The Government may have one irrelevant factor in mind when continuing to advise school suspensions, namely the fact that thousands of Chinese children, born in HK but neither of whose parents have right of abode here, were commuting daily across the border to HK schools and currently cannot do so. That birthright-of-abode game was nearly ended by then-Chief Executive C Y Leung in 2012, but its legacy lives on and is now aged 8 and above. We don't see why the interests of non-resident children should stop classes resuming for those who live here. Arrangements could be made for non-resident children to participate in classes via video-link if schools see fit to do so.

HK should ban entry to non-residents, for now

HK and Singapore have seen a surge in COVID-19 cases in the last few days, almost entirely due to people returning from more heavily-infected countries before a mandatory 14-day home-quarantine on arrivals took effect in HK on 19-Mar-2020 and Singapore on 21-Mar-2020. The rate of new infections will fade over the next few days, as long as our valiant contact-tracing teams keep up their stellar work. Singapore has today gone further, banning entry or transit by non-residents starting Tuesday morning (24-Mar-2020). Australia and New Zealand have already done so, to prevent non-residents fleeing chaos at home and potentially overloading the healthcare system with inbound cases. HK should do likewise.

Building a safe network of countries

After about 2-3 more weeks, new cases in sealed countries and territories which have been early and successful at contact-tracing and containment, including Singapore, New Zealand and HK, will be down to sporadic background levels, with the occasional imported-but-quarantined returning resident. At that point, these places can, on a bilateral basis, re-open air passenger traffic without quarantining arrivals from each other, leading to a network of "safe" countries and territories while the chaos continues elsewhere. The safe zone may eventually include mainland China, which is already reduced to mostly-imported new cases, although some caution is needed while we learn whether tens of thousands of discharged cases still have reservoirs of virus in their bodies.

Other countries, such as the USA, which left contact-tracing and containment too late to be manageable, will have to go through Hubei/Italy-style urban lockdowns for a few weeks, at huge economic cost, while they work to find households with infections and quarantine them. Only when they get the numbers of new infections down to around 1-5 per day per million of population will they be able to adopt the tracing and containment approach to terminate the chains of transmission. Typically each case has around 20 "close contacts" during their symptomatic phase before being identified, so a day of 50 new cases can generate around 1,000 close contacts to be located and tested before they can become symptomatic and start spreading.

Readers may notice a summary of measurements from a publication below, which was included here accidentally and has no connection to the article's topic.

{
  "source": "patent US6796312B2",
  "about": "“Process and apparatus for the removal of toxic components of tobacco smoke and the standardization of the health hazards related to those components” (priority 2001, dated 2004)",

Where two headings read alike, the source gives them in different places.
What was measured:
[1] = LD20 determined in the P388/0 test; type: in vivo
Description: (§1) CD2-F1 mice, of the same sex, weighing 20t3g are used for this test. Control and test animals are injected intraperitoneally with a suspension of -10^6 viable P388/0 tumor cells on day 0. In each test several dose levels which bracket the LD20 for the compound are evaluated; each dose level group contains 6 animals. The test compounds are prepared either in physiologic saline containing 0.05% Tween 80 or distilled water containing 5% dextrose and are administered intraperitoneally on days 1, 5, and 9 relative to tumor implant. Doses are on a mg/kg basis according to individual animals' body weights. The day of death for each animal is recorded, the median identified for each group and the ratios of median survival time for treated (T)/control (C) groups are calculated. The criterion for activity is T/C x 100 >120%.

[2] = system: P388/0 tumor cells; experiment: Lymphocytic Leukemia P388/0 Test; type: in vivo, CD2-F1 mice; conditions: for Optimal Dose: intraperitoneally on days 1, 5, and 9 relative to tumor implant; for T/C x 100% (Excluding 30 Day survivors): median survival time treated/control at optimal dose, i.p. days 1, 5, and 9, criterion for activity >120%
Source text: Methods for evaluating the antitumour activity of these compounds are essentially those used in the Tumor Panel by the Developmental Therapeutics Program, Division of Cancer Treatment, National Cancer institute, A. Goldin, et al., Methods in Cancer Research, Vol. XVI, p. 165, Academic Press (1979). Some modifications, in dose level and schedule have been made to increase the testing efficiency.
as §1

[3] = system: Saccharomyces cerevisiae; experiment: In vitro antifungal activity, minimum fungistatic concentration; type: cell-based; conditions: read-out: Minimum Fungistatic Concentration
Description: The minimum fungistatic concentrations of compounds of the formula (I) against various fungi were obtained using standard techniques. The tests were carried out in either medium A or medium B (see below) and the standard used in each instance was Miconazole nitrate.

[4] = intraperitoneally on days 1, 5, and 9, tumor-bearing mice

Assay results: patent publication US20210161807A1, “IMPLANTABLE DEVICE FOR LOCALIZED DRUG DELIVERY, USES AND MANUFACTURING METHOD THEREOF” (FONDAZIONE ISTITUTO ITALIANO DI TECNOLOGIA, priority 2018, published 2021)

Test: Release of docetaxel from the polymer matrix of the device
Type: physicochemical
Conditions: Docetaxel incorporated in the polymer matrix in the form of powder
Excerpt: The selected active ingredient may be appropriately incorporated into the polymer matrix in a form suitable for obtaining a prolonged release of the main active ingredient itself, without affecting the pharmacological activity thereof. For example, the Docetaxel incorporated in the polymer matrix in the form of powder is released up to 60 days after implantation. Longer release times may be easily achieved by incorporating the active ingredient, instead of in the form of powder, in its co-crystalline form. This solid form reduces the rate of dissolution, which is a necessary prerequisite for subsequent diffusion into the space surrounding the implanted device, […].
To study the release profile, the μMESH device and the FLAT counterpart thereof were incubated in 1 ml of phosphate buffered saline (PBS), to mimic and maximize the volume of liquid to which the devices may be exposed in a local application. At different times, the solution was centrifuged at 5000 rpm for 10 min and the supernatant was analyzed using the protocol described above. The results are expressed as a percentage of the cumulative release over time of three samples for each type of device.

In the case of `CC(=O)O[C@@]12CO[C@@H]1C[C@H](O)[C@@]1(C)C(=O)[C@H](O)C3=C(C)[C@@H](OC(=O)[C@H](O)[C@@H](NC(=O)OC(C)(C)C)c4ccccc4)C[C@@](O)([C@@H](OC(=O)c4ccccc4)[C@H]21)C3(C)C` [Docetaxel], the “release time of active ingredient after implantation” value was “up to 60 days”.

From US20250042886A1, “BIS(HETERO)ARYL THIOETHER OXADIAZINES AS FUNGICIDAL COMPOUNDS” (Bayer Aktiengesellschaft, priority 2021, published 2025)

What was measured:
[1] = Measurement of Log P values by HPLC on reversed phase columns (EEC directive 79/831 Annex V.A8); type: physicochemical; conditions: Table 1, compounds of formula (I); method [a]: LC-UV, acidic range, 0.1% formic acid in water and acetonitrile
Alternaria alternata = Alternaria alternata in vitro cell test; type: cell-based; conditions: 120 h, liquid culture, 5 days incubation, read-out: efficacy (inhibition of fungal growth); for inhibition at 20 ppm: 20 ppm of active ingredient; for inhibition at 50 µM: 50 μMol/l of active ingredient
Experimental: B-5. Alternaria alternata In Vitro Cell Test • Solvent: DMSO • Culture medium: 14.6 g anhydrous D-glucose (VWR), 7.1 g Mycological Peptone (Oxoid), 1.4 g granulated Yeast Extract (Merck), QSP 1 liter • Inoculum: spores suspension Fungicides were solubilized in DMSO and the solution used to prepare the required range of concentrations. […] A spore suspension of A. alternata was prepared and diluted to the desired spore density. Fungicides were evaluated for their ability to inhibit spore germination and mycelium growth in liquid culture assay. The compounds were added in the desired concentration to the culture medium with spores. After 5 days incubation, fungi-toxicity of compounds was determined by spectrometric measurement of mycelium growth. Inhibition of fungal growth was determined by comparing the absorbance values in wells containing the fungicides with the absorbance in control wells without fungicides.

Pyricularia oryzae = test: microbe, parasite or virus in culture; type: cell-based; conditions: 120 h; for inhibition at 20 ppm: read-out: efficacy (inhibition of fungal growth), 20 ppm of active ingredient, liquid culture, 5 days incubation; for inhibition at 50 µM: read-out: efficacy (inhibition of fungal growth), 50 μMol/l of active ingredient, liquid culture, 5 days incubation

Herd immunity: through infection, or vaccination?

Some poorer countries may not have the resources or political ability to force a lockdown and will just settle for letting the virus run through their population. Poorer countries typically have younger populations, so the inadequacies of their healthcare maybe offset by more resilient subjects, but they will lose perhaps 1-2% of their people, mostly elderly or with pre-existing conditions, until the remainder have herd immunity, which might be achievable with a 60-70% infection rate.

Amazingly, the UK (not yet a poor country) briefly flirted with the objective of developing herd immunity through coronavirus infection, before swiftly being reminded by the public that they would rather lock down, suppress the virus and wait for a vaccine than kill half a million grannies and overwhelm the health system. Yes, old people are (on average) economically unproductive and represent pension liabilities and a future burden on the healthcare system, but no open society can deliberately pursue such a policy.

©, 2020